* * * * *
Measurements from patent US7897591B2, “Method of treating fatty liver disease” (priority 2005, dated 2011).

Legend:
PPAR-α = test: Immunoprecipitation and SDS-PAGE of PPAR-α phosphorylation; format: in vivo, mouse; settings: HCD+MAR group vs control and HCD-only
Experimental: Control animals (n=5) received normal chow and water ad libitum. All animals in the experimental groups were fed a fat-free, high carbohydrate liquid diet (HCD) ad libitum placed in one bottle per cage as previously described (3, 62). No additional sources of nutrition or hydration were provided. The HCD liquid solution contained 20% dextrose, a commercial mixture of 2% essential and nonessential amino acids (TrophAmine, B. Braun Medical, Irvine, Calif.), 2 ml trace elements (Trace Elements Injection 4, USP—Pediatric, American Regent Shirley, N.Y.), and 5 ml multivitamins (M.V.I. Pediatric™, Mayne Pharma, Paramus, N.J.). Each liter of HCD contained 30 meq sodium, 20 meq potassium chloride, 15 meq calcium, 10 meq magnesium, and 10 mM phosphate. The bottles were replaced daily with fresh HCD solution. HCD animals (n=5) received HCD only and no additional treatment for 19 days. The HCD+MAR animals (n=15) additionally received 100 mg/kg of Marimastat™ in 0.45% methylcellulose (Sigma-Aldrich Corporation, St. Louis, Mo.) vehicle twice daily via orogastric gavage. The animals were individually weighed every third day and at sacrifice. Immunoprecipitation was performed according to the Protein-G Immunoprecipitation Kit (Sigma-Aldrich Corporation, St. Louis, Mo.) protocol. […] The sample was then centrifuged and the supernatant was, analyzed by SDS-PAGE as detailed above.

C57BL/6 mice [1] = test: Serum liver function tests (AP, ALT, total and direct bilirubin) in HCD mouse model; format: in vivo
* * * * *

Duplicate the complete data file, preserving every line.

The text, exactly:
Measurements from patent US7897591B2, “Method of treating fatty liver disease” (priority 2005, dated 2011).

Legend:
PPAR-α = test: Immunoprecipitation and SDS-PAGE of PPAR-α phosphorylation; format: in vivo, mouse; settings: HCD+MAR group vs control and HCD-only
Experimental: Control animals (n=5) received normal chow and water ad libitum. All animals in the experimental groups were fed a fat-free, high carbohydrate liquid diet (HCD) ad libitum placed in one bottle per cage as previously described (3, 62). No additional sources of nutrition or hydration were provided. The HCD liquid solution contained 20% dextrose, a commercial mixture of 2% essential and nonessential amino acids (TrophAmine, B. Braun Medical, Irvine, Calif.), 2 ml trace elements (Trace Elements Injection 4, USP—Pediatric, American Regent Shirley, N.Y.), and 5 ml multivitamins (M.V.I. Pediatric™, Mayne Pharma, Paramus, N.J.). Each liter of HCD contained 30 meq sodium, 20 meq potassium chloride, 15 meq calcium, 10 meq magnesium, and 10 mM phosphate. The bottles were replaced daily with fresh HCD solution. HCD animals (n=5) received HCD only and no additional treatment for 19 days. The HCD+MAR animals (n=15) additionally received 100 mg/kg of Marimastat™ in 0.45% methylcellulose (Sigma-Aldrich Corporation, St. Louis, Mo.) vehicle twice daily via orogastric gavage. The animals were individually weighed every third day and at sacrifice. Immunoprecipitation was performed according to the Protein-G Immunoprecipitation Kit (Sigma-Aldrich Corporation, St. Louis, Mo.) protocol. […] The sample was then centrifuged and the supernatant was, analyzed by SDS-PAGE as detailed above.

C57BL/6 mice [1] = test: Serum liver function tests (AP, ALT, total and direct bilirubin) in HCD mouse model; format: in vivo